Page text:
preparing a log for a log structure next year

Discussion in 'Homesteading Questions' started by Paul Wheaton, May 29, 2004.

  1. Paul Wheaton

    Paul Wheaton Well-Known Member

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    I'm thinking of cutting a few trees where trees need thinning. Probably stick to grand fir. And then I was thinking of setting these logs aside for log structure projects next year (a proper porch!)

    How do I prepare them?

    I need to get the bark off of them, right? What is the best way to do that?

    Do I need to paint the ends? I've heard of doing that for lumber.

    And I need to cover them and plan on then getting a couple of inches shorter, right? I have some metal roofing stuff. I was thinking I could just nail some of this stuff to the log pile. Would that be okay?
     
  2. Travis in Louisiana

    Travis in Louisiana Clinton, Louisiana

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    I have prepared logs for log furniture, but not house building. I guess it would be the same. When I cut the trees, I took a draw knife and slid the bark right off. Don't let the logs dry out or it is harder to get the bark off. The trees with the small branches comeing off them would cause the draw knife to catch, making it hard to cut the bark off or I should say slow the process down. After doing several logs, I took my electric hand planer and adjustd the blades as deep as they would cut and took the bark and twigs right off. I later used a 7 inch to 9 inch disc grinder with a heavy sanding disc to take the bark and twigs off. I have read where someone used a pressure washer to knock the bark off. I did not paint the log ends while they were drying. I just took the bark off and stacked the logs in a lumber rack to dry for about six months to a year. The logs I used were between 3 to 6 inches in diameter. I did not care if they split or not by uneven drying, the splits make the furniture look rustic. They say it takes one year for every inch in log diameter. Iwould probably prepare my logs for a home or shed in the same way, but would not wait for them to dry completely. Just my two cents.
     

  3. Paul Wheaton

    Paul Wheaton Well-Known Member

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    Do you use the sander to take all of the sawdust off? Doesn't it quickly plug up the grit?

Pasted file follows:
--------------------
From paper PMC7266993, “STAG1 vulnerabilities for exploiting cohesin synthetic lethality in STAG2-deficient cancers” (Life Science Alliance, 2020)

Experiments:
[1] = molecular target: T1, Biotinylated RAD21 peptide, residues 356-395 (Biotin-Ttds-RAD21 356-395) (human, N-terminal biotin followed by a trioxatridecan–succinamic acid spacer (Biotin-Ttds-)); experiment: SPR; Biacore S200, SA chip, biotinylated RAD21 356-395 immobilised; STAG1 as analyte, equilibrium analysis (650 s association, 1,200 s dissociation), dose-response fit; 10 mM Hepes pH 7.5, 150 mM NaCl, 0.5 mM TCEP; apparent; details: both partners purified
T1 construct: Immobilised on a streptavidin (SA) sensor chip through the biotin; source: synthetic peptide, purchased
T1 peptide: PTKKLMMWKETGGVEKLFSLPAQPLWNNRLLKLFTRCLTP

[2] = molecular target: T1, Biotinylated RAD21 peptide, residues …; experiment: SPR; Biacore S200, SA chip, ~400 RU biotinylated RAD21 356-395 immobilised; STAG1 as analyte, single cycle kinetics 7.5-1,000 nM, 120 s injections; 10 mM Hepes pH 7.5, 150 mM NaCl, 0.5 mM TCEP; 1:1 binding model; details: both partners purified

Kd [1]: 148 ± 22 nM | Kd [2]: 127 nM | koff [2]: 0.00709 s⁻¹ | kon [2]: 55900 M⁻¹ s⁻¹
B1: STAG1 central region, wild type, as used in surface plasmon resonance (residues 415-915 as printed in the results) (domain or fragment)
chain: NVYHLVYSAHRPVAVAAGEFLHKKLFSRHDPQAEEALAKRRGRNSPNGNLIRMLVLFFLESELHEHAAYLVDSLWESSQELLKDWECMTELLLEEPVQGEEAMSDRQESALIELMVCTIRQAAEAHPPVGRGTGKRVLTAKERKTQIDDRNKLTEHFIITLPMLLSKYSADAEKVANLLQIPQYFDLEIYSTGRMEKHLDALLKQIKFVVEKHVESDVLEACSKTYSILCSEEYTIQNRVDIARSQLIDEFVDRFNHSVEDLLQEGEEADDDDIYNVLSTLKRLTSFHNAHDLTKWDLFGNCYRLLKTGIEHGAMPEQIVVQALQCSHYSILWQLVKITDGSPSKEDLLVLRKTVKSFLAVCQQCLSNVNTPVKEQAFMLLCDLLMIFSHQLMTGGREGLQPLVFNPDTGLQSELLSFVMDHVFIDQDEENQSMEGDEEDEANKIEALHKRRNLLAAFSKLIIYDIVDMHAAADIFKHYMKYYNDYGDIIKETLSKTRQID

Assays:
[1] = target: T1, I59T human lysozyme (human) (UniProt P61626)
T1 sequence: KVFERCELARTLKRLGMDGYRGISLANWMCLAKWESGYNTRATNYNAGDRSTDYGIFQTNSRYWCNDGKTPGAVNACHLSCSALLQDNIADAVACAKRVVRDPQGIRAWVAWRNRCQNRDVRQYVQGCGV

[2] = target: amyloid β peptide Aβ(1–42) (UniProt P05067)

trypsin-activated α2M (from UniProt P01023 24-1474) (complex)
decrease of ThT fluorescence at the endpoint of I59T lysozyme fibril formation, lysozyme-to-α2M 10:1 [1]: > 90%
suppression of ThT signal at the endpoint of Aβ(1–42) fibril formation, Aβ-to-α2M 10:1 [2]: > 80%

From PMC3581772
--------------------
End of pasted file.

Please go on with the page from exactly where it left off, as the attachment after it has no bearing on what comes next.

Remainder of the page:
4. Travis in Louisiana

    Travis in Louisiana Clinton, Louisiana

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    I would mainly use the drawknife to remove the bark and the disk sander to remove the twigs that stuck up out of the log that the drawknife would not cut through easily. The sander would take the bark off also, but the disc would not clog bad. I tried my 3x21 belt sander, but that did not work good at all.
     
  5. Blu3duk

    Blu3duk Well-Known Member

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    Log shrinkage occurs in general radially, not linealy..... they can shrink a small amount lineally, but not noticable.

    I myself would not use grand fir [also known as white fir or hem-fir] in an application where the finished product was exposed to constant splatering or dripping or standing water, it seems to absorb water and swell if not treated with a moisture resistant product, or used inside a wall.

    I have used grand fir as rafters [2x10] when building in Colorado a fews back, an actual unkown to me since i was used to building with only red fir for rafters here in Idaho, but as long as they dont get wet they are just fine.... and dry fir is lighter in weight than red fir and larch which was used in the stair stringers there.

    If you are going to try to keep these logs dry for the year, then using 2x4 stickers would be appropriate to keep them off each other and allow for air circulation.

    painting the ends probably would gain an advantage, but if you choose to do so the log sealers with parafin inthem stay on espeacially well which is the product used on lumber to prevent ends from excessive checking and is fairly expensive.... a propane torch and some parafin can achieve similar results if you think it needed for much less cost, i usually only do this on black walnut and cherry which will be used for gun stocks in 5 - 7 years from cutting dates and need to be check free and extremely dry.

    Hope this helps some

    William